Ottosdal Draf en Trap Festival (Ottosdal Night race 2020) – René van den Worm
Ottosdal is a small town in the North-West province and about three to four hours’ drive from Pretoria. The night race originated in 1993, when the Business Chamber decided the race would be an opportunity to market the town and improve its image. It has emerged from a marathon to a full festival where various cycling events take place during the morning and the marathon takes place at night.
This year (2020) marked the 27th year of the night marathon taking place. From my research, it seemed to be the only night marathon in South Africa, which made it a bucket list item for me. Something new and something different to explore….
The marathon starts at 17:30, the half marathon starts at 18:30 and the 10 km starts at 18:40. All athletes run along the same route with various turning points on-route. Athletes that have run this race before stated that you run through the fields to the turning point (21.1 kilometre marker), which made me believe it is going to be partly dirt/gravel road.
I had to check out the route profile (of course I had to plan the marathon) and it always seems easier on paper… I remember thinking it is an out and back, now confirmed that we are going to do road running only and that no trail running is involved. The road has rolling hills (more dips and pulls and some serious slow poison). Upon further investigation and looking at the weather report, it seemed that there was a slight chance of thunderstorms and a definite chance of winds. How nice and cool a marathon it would be, and the plus is that 17:30 will be the hottest the weather will be… I thought…
On arrival, Ottosdal seemed very windy. The registration process went quite quick and the organisers are extremely helpful in answering questions.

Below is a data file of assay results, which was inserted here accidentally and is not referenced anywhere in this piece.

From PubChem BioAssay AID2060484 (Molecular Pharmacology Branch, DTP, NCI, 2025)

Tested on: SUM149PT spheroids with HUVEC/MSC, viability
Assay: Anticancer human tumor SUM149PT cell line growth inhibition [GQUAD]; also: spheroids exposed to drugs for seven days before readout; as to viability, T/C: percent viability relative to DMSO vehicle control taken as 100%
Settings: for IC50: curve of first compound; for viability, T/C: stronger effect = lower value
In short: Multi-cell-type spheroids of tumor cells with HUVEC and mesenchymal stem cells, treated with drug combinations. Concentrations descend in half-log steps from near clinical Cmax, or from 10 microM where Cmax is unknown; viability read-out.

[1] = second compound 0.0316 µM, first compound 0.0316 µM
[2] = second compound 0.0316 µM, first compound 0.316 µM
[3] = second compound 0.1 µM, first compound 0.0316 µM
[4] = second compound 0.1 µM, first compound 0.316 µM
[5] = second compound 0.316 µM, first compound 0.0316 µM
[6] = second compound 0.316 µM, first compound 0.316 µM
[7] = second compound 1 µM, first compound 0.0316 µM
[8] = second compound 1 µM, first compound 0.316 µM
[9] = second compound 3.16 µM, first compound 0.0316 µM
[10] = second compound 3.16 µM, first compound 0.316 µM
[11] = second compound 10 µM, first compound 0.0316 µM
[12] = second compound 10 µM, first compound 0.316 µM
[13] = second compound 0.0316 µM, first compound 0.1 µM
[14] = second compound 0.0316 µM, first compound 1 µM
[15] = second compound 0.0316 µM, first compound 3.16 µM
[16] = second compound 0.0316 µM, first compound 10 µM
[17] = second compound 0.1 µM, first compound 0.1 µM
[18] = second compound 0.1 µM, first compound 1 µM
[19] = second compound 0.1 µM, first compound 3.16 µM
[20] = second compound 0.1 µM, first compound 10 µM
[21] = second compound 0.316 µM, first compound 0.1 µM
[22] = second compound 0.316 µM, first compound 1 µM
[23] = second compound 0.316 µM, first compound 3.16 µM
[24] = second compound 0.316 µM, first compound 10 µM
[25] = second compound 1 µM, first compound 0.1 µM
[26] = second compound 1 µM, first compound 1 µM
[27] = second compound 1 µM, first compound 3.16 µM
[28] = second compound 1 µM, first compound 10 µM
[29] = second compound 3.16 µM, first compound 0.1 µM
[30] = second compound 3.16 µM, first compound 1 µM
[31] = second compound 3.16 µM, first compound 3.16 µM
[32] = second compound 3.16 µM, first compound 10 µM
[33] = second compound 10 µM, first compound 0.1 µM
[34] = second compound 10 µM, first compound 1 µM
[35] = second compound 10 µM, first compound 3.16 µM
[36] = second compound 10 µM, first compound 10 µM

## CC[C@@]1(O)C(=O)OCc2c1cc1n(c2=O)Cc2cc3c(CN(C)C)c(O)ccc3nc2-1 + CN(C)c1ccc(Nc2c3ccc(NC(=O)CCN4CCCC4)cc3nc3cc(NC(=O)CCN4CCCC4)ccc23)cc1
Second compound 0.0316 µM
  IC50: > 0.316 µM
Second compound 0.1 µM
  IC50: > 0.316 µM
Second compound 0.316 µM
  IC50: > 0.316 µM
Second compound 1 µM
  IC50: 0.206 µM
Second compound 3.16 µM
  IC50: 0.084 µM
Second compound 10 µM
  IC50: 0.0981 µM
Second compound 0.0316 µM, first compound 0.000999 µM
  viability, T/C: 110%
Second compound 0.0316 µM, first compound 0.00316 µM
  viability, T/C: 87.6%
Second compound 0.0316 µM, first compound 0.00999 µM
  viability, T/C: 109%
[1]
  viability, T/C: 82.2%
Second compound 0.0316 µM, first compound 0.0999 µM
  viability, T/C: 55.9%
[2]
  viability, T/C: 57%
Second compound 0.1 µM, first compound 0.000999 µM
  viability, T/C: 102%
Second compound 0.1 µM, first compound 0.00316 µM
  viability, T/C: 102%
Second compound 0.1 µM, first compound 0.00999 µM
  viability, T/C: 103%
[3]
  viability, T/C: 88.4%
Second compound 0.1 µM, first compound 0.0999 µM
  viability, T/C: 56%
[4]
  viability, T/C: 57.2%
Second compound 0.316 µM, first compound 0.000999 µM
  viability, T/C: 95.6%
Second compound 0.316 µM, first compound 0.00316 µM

In preparation for the marathon you need a light to see, a light to be seen and some serious mosquito spray – the slogan of this marathon is not “Speke rol, spoke hol en muskiete lol” for nothing…
So there we were, some trying to qualify for Comrades, some doing their very first marathon, some running a LSD and some to take part in the Triple Marathon challenge over the course of the weekend (Tobie Reyneke took part in this event, where you start off with Akasia marathon in Pretoria on Saturday morning, drive to Ottosdal for the night marathon and then take part in Benoni’s Johnson’s Crane marathon on Sunday morning)…and then there are the ordinary bunch of us that just wanted to tick this off their bucket list. A big attraction of course is the opportunity to take part in the lucky draw to stand a chance to win a diamond!! You need to make sure you run at least sub 4h30 to stand in line to win that diamond as the draw takes place at 22:00 and you need to be present.
I ran with Hannes Nel. Hannes wanted kilometres on the legs and I wanted the thrill of a night race. We agreed that we will take this race slow. The longer we take, the more time on the legs for Hannes (we thought of completing the marathon in approximate 4 hours).
The start of the marathon is set off with the traditional Comrades’ Chariots of Fire, giving you a big lump in your throat and if you are an emotional runner like me, you quickly wipe away that lonely tear, because somehow this song always reminds me of the challenges we face when training for and running Comrades. It also gives me an immense pride of what all these runners are out there to achieve…. So off we were with Chariots of Fire playing in the distance, trying to run through the thick grass on the finish straight, blistering sun on your back with humid air. THIS is the start of the Ottosdal Night Marathon…